Stephen Daldry’s film adaption of Extremely Loud and Incredibly Close was both renowned and reviled upon its theatrical release last December. The 2005 novel of the same name by Jonathan Safran Foer also met with mixed reception upon its reception. Britain’s Spectator magazine stated that “the book is a heartbreaker: tragic, funny, intensely moving.” But Michiko Kakutani of the NY Times was critical of Safran Foer’s book, describing the story as “cloying” and the main character as “unsympathetic.”
Of course, critics are only one limited reference for understanding a film’s (or book’s) merits. Ultimately, we all need to decide for ourselves. But why would there be such divisive opinions on the book and Stephen Daldry’s film adaption?
Extremely Loud and Incredibly Close stars Sandra Bullock, Tom Hanks, Max von Sydow, Viola Davis, John Goodman, Jeffrey Wright and first-time actor Thomas Horn. The film’s story follows young Oskar Schell’s search for the truth about a mysterious key found following his father’s death in the 9/11 tragedy.
Director Stephen Daldry is the talented filmmaker behind Billy Elliott (2000), The Hours (2002) and The Reader (2008). Astonishingly, Daldry has been nominated for the Best Director Academy Award for each of these films. Although Daldry’s background is in theater, he is not trapped within the conventions of that medium. His filmmaking approach is most certainly stylized and polished, and he uses the tools of the film medium to great effect.
Daldry’s theatrical background ensures a more attuned focus on story and acting. He gives meticulous attention to his actors and the moments of emotion within his storytelling. And it shows – Nicole Kidman won the Best Actress Academy Award for The Hours, and Kate Winslet won the Best Actress Academy Award for The Reader.
Many critics of Daldry’s latest film accuse him of manipulation and exploiting the 9/11 backdrop.
Peter Travers of Rolling Stone concedes the film is “solidly crafted, impeccably acted,” and that “This is delicate territory, and director Stephen Daldry…treads carefully.” But he also goes on to state that the film is also “self-important in the way that Oscar loves.” Roger Ebert decided that “this plot is contrivance and folderol,” and that “The events of 9/11 have left indelible scars. They cannot be healed in such a simplistic way.” And Hollywood Reporter’s Todd McCarthy called the film “An emotionally potent, noticeably literary story of a precious boy’s reaction to his father’s death on 9/11.”
The terrorist attacks of 9/11 shocked the world and many of us intimately remember our own moments of horrific realization surrounding that morning and the days immediately thereafter. It is understandable that the depiction of all things related to 9/11 would be an emotional flashpoint.
Some may want to read into Oskar’s emotional journey as a literal comment on an entire generation’s pain and loss in the aftermath of 9/11. But Daldry does not attempt to analyze the events of 9/11 or even depict the attacks. There is a fleeting glimpse of the burning towers and a televised image of one tower’s collapse, but his entire focus is through young Oskar.
We experience the film through Oskar’s perspective. Just about every scene involves Oskar and he is our guide through a post-9/11 New York City. We learn as Oskar learns. And even when our intuition tells us that Oskar’s mother (Sandra Bullock) must be purposely allowing her son to lash out at her about his unexplainable feelings of loss, we are not given a release until Oskar also realizes the truth. The film is about exploring grief. At one point in the film, Oskar solemnly whispers, “It hurts too much.”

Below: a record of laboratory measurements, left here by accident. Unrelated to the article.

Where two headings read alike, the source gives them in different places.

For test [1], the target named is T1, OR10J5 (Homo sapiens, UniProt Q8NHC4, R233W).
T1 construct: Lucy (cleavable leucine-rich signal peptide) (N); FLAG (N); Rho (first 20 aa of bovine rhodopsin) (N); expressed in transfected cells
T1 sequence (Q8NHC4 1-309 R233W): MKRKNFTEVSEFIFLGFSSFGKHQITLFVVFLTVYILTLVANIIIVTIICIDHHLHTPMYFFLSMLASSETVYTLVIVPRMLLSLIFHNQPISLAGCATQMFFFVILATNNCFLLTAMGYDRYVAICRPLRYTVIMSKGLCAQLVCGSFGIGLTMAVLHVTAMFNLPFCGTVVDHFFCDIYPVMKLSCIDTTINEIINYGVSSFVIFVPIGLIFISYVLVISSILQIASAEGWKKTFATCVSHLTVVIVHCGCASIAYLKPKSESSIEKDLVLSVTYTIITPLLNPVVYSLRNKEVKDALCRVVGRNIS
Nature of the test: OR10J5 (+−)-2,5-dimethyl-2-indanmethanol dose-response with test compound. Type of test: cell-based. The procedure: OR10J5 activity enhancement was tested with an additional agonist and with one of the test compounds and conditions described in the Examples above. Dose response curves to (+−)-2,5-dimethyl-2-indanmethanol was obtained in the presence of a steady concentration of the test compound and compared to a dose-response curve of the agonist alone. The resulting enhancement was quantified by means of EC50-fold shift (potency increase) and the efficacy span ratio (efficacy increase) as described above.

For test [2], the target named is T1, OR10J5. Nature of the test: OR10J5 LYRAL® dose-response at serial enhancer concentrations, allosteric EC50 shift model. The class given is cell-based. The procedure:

But does the 9/11 setting automatically determine manipulation? By its very definition, film is manipulation. The filmmaker and creative team are creating “movie moments” for emotional effect through a determined collision of images and sound, constantly compressing or contracting the time which we experience.
Ultimately, film is about manipulation, emotion and context. Perhaps not enough time has passed to make emotional sense of the events of 9/11? After all, many might feel similarly about films set around other significant tragedies – the World Wars and the Holocaust, Vietnam or even Iraq; natural disasters or accidents; and so on.
Even with only four feature films to date, Stephen Daldry has already demonstrated a great gift for sensitive and mature storytelling. But is he a visionary? A visionary filmmaker uses the medium in progressive ways to seek and understand the truths within our human experience.
Like many other talented filmmakers, Daldry continues to explore recurring humanistic themes. Through his stories, we collectively experience and face the very raw and emotional feelings of loss, grief, connection and redemption. One senses from the integrity of his emerging oeuvre that he is sincere in his explorations, but it is early yet to call Daldry a visionary. For now, Stephen Daldry is most certainly an established talent to watch.
Extremely Loud and Incredibly Close was nominated for three Academy Awards – Best Picture, Best Supporting Actor (Max von Sydow) and Best Art Direction. The film was recently issued on DVD and Blu-ray, so now audiences can decide on the film’s merits for themselves.
The very fact that we have become accustomed to using only four symbols (9/11) to describe the events and memories of those attacks, and the societal changes that were forced as a result, implies a level of manipulation far beyond a movie director’s capabilities. So I’m willing to give Stephen Daldry a pass on that.
Thanks for pointing out Daldry’s award track record. The Academy definitely likes him.